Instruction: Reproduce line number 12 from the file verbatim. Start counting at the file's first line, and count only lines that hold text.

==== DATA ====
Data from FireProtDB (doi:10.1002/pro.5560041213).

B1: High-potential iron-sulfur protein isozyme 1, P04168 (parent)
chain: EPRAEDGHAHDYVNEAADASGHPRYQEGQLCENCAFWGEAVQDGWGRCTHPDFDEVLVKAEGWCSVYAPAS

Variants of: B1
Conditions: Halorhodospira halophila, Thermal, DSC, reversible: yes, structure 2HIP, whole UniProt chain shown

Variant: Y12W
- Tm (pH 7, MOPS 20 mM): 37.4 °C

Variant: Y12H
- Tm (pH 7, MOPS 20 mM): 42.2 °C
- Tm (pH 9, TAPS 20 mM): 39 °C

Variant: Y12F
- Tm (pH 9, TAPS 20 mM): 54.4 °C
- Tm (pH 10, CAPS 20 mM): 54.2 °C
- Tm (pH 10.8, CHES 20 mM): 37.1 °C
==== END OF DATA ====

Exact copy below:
- Tm (pH 9, TAPS 20 mM): 54.4 °C